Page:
What is it going to do to impressionable young minds to see all these distorted and confused exhibits? How much is it going to damage their developing understanding of the world and how it really works? There is absolutely no difference between crazy people presenting religious ideas to children and Holocaust deniers doing the same. Both believe in a twisted fantasy that has nothing to do with reality - but lots to do with their own emotional and psychological problems. Both are distorting the understanding of young minds. Why has no-one stepped in to prevent this abuse of children by these deranged lunatics? We have laws that prevent advertisers misleading people about their products. Why don't these laws stop people passing off a mad fantasy about the world as a genuine museum?


Gorilla Bananas said...

"If we could just stop them teaching children for a couple of generations, all of this madness would die out."

I doubt it. Religious belief has arisen quite independently in countless different human cultures. It is probably hard-wired into the human brain. Those who have it are better at surviving and reproducing than those who don't.

Katherine said...

Spirituality - sensations of awe, mystery, reverence - may well be hard-wired, but the details of religious mythology seem entirely cultural. The Christian creation myths were products of a pre-scientific society - when they were first taught, they didn't contradict any known facts. People invent religions to explain things they don't know, not to deliberately contradict things they do. If we stopped teaching Christian myths, in a couple of generations they would seem bizarre and redundant.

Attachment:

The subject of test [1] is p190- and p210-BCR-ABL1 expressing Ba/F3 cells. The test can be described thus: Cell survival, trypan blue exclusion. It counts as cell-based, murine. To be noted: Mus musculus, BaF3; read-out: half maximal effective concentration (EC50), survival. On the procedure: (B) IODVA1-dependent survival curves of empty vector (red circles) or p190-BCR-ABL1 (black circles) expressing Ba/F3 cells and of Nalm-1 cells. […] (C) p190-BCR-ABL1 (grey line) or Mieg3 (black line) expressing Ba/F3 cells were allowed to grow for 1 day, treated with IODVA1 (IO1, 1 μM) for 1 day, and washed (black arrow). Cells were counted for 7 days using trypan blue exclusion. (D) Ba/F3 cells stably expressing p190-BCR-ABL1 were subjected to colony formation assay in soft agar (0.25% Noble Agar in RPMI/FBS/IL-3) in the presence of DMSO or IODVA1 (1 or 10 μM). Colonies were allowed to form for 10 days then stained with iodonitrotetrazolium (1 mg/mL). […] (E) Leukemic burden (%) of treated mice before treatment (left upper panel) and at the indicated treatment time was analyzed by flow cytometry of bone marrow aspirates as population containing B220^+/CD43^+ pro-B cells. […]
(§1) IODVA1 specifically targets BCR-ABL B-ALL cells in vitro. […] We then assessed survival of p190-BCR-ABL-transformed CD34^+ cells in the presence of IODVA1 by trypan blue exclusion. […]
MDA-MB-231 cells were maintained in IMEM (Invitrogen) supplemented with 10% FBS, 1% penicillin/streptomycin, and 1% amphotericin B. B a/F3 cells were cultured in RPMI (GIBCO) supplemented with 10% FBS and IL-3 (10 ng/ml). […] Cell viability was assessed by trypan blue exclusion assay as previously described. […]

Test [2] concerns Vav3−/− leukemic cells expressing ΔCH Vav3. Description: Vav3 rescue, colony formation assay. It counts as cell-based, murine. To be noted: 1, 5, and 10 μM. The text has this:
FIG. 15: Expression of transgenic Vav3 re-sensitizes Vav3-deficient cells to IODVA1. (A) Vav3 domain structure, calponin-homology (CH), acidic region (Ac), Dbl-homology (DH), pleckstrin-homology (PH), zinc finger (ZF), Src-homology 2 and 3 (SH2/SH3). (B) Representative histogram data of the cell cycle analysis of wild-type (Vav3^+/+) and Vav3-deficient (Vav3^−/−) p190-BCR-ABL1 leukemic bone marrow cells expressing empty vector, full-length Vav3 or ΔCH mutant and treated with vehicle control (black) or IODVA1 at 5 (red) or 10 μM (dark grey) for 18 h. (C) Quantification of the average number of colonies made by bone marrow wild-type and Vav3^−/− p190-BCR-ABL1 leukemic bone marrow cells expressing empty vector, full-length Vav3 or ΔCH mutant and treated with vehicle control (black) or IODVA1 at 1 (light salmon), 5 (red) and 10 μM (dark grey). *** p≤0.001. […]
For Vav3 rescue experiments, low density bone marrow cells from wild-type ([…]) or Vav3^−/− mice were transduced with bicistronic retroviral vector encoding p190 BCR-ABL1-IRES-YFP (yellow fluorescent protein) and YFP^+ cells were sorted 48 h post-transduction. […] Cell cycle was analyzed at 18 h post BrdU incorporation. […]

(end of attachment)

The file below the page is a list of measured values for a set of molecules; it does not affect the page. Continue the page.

Most likely, there would still be people having mystical experiences, but any religion they then invented would be more in line with modern knowledge, and so vastly less irrational than a 2,000 year old religion.

graywave said...

Hi Gorilla. You're just saying that about hard-wiring to depress me, aren't you? Anyway, what would you know about the human brain - ya big ape!

I suppose I agree about people being naturally inclined to confabulating this stuff but I also believe that what we're seeing is cultural evolution in action here, not physical evolution. It is the most vicious, expansionist, authoritarian cultures that are doing best - and it's no accident that they also have the most vicious, evangelistic and authoritarian religions.

I like the idea of current religions seeming bizarre and redundant - which is what they've always seemed to me - but I wonder whether a new global religion could ever get off the ground if all the other ones were wiped out. Given the state of modern understanding of the world, what's left for a supreme being to do? Kick off the big bang? Throw the dice for quantum events? Puh-leeze!

Timothy Carter said...

I'm not going to argue with you about the existance of God, mainly because that isn't at issue here. What is at issue is how people choose to celebrate God, and whether it does more harm than good.